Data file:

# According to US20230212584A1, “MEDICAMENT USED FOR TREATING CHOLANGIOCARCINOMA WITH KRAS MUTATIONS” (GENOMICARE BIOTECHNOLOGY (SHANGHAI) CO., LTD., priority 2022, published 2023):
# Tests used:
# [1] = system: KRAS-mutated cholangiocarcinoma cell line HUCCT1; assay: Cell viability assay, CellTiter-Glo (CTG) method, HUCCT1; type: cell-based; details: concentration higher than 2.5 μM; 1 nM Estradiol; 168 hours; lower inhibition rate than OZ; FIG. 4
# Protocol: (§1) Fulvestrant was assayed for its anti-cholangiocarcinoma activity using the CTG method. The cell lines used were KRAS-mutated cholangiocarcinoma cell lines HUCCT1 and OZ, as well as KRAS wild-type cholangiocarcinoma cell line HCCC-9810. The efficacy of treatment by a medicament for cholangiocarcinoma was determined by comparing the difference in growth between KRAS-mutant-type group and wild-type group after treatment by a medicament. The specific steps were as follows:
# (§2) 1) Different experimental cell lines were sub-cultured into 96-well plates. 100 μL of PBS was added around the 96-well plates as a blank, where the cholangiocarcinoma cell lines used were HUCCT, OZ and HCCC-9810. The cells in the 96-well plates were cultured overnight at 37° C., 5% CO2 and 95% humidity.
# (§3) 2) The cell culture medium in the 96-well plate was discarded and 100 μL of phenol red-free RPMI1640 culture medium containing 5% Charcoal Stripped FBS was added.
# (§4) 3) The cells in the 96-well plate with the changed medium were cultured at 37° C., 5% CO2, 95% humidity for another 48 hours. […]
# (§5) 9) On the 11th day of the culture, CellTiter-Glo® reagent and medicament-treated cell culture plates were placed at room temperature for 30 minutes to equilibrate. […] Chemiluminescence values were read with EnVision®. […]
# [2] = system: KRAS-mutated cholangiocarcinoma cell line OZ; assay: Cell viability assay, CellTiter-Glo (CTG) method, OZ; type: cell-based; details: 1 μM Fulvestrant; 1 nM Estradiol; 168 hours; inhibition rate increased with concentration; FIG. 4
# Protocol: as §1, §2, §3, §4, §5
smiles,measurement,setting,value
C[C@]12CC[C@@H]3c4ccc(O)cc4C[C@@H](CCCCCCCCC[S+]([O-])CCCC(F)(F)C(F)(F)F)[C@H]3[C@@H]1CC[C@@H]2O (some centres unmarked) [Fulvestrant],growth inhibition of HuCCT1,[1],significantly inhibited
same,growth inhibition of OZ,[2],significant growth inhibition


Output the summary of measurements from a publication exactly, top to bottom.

# According to US20230212584A1, “MEDICAMENT USED FOR TREATING CHOLANGIOCARCINOMA WITH KRAS MUTATIONS” (GENOMICARE BIOTECHNOLOGY (SHANGHAI) CO., LTD., priority 2022, published 2023):
# Tests used:
# [1] = system: KRAS-mutated cholangiocarcinoma cell line HUCCT1; assay: Cell viability assay, CellTiter-Glo (CTG) method, HUCCT1; type: cell-based; details: concentration higher than 2.5 μM; 1 nM Estradiol; 168 hours; lower inhibition rate than OZ; FIG. 4
# Protocol: (§1) Fulvestrant was assayed for its anti-cholangiocarcinoma activity using the CTG method. The cell lines used were KRAS-mutated cholangiocarcinoma cell lines HUCCT1 and OZ, as well as KRAS wild-type cholangiocarcinoma cell line HCCC-9810. The efficacy of treatment by a medicament for cholangiocarcinoma was determined by comparing the difference in growth between KRAS-mutant-type group and wild-type group after treatment by a medicament. The specific steps were as follows:
# (§2) 1) Different experimental cell lines were sub-cultured into 96-well plates. 100 μL of PBS was added around the 96-well plates as a blank, where the cholangiocarcinoma cell lines used were HUCCT, OZ and HCCC-9810. The cells in the 96-well plates were cultured overnight at 37° C., 5% CO2 and 95% humidity.
# (§3) 2) The cell culture medium in the 96-well plate was discarded and 100 μL of phenol red-free RPMI1640 culture medium containing 5% Charcoal Stripped FBS was added.
# (§4) 3) The cells in the 96-well plate with the changed medium were cultured at 37° C., 5% CO2, 95% humidity for another 48 hours. […]
# (§5) 9) On the 11th day of the culture, CellTiter-Glo® reagent and medicament-treated cell culture plates were placed at room temperature for 30 minutes to equilibrate. […] Chemiluminescence values were read with EnVision®. […]
# [2] = system: KRAS-mutated cholangiocarcinoma cell line OZ; assay: Cell viability assay, CellTiter-Glo (CTG) method, OZ; type: cell-based; details: 1 μM Fulvestrant; 1 nM Estradiol; 168 hours; inhibition rate increased with concentration; FIG. 4
# Protocol: as §1, §2, §3, §4, §5
smiles,measurement,setting,value
C[C@]12CC[C@@H]3c4ccc(O)cc4C[C@@H](CCCCCCCCC[S+]([O-])CCCC(F)(F)C(F)(F)F)[C@H]3[C@@H]1CC[C@@H]2O (some centres unmarked) [Fulvestrant],growth inhibition of HuCCT1,[1],significantly inhibited
same,growth inhibition of OZ,[2],significant growth inhibition